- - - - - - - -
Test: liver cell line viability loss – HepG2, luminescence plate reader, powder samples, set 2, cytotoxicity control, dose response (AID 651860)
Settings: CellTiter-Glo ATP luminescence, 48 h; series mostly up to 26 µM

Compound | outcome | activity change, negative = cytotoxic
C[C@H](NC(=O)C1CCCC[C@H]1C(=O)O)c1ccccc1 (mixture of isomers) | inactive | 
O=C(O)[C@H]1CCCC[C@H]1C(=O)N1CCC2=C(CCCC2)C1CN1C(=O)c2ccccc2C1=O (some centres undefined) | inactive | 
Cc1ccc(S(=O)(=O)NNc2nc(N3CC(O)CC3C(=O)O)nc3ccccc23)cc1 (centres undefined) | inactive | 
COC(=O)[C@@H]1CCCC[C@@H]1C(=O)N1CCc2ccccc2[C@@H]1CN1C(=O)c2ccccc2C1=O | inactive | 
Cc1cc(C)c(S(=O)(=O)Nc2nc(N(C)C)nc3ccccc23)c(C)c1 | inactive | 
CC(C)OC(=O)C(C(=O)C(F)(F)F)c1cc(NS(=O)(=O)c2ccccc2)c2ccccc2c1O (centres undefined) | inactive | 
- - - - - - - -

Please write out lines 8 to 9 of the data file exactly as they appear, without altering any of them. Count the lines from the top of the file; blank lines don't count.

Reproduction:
Cc1cc(C)c(S(=O)(=O)Nc2nc(N(C)C)nc3ccccc23)c(C)c1 | inactive | 
CC(C)OC(=O)C(C(=O)C(F)(F)F)c1cc(NS(=O)(=O)c2ccccc2)c2ccccc2c1O (centres undefined) | inactive | 